The teaser is a very popular Pilates exercise. While some may claim that it is a difficult exercise, in reality it is more about practice than about difficulty. It is designed to strengthen the abs and promote spinal flexibility. In this exercise, you will be forming your body into the shape of a V. Essentially, you are attempting to touch your toes in mid-air, stopping before reaching your destination.
- Start by lying on the floor mat. Straighten your arms out and above your head on the floor.
- Draw in your knees, feet on the floor. Inhale for 5 seconds, hold for 3, exhale for 5.
- As you lay on the floor, be certain that your entire back is imprinted on the floor mat. You should not allow your spine to protrude or arch during this exercise.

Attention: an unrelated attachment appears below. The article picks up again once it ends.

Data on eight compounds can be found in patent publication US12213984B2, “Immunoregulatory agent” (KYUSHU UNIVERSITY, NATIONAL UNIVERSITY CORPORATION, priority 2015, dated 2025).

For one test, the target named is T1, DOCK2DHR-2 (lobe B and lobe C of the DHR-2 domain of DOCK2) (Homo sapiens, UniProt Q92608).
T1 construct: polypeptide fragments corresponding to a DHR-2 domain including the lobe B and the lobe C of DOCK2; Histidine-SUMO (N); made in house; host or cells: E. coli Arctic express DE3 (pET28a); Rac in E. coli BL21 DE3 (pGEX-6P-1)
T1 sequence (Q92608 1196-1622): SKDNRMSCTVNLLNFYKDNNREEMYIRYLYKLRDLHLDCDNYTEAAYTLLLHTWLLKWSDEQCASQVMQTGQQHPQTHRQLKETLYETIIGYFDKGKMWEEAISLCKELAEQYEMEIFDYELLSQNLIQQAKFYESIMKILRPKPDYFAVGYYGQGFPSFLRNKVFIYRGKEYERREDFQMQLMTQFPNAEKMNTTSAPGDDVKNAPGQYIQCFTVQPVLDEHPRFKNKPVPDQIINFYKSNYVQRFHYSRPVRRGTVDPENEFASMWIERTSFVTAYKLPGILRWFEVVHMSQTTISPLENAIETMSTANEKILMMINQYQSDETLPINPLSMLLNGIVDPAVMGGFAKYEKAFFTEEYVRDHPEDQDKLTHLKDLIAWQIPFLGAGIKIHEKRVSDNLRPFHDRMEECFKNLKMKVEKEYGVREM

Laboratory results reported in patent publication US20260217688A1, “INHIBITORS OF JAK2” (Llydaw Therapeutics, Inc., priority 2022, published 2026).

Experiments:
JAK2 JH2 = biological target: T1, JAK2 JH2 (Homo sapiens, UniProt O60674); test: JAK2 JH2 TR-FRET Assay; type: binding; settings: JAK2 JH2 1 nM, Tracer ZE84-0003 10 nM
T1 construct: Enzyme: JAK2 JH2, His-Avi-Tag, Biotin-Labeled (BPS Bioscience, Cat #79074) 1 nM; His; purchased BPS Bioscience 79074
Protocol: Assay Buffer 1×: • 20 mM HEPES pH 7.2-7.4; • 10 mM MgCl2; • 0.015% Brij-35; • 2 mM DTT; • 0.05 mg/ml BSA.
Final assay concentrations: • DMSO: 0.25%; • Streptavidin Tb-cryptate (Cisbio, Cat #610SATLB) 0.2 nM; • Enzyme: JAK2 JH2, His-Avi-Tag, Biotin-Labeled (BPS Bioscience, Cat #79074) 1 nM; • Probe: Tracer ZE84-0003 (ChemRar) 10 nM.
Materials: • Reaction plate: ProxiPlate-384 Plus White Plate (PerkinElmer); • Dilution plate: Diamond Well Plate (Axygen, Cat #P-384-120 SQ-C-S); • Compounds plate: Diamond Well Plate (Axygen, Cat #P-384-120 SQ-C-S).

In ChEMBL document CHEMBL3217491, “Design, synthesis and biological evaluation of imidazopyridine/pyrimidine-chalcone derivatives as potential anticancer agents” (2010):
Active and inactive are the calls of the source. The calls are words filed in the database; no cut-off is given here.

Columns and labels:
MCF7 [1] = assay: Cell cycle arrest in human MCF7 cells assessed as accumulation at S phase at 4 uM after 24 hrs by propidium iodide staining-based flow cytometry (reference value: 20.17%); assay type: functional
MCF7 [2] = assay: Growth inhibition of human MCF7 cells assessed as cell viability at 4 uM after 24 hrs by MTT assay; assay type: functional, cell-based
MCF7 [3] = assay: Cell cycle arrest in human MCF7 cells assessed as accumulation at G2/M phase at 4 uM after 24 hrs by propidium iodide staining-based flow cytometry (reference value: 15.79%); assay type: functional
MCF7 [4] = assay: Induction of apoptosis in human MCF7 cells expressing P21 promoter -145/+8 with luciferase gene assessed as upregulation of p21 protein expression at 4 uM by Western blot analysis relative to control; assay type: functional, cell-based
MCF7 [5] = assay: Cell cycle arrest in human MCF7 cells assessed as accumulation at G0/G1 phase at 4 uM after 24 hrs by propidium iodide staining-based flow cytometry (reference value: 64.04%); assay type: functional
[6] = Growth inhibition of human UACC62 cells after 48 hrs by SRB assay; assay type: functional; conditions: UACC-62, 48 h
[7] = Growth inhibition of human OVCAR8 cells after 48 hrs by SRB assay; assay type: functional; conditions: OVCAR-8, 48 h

- Lift your legs to a 45 degree angle, keeping them straight and together. Point your toes.
- Slowly and methodically, during your next exhale, float your arms, shoulders, and head toward your legs, allowing your body to roll upward into a seated position as you attempt to touch your toes.
- Do not allow your legs to go back to the floor. Rather, keep them elevated as you lift the upper portion of your body. Your legs may drop slightly, but should never be totally disengaged.
- Avoid tensing your thigh muscles. Instead, suck in your stomach as you lift.
- Your body should now be in the form of a V, legs held high, hands and arms pointing toward your feet. There should be a gap of approximately 20-30 degrees between your legs and your arms.
- As you exhale, curl your body back toward the floor. Keep the legs elevated.
- Return your legs to the 45 degrees point. Repeat
These Pilates exercises are very useful for core stability and strength, and provide useful benefits throughout the body. If Pilates interests you, or if you would like to learn more exercises, there are numerous resources, DVD’s, and books on Pilates. Also, you may wish to consider joining one of many Pilates classes offered at fitness centers and community buildings throughout the nation.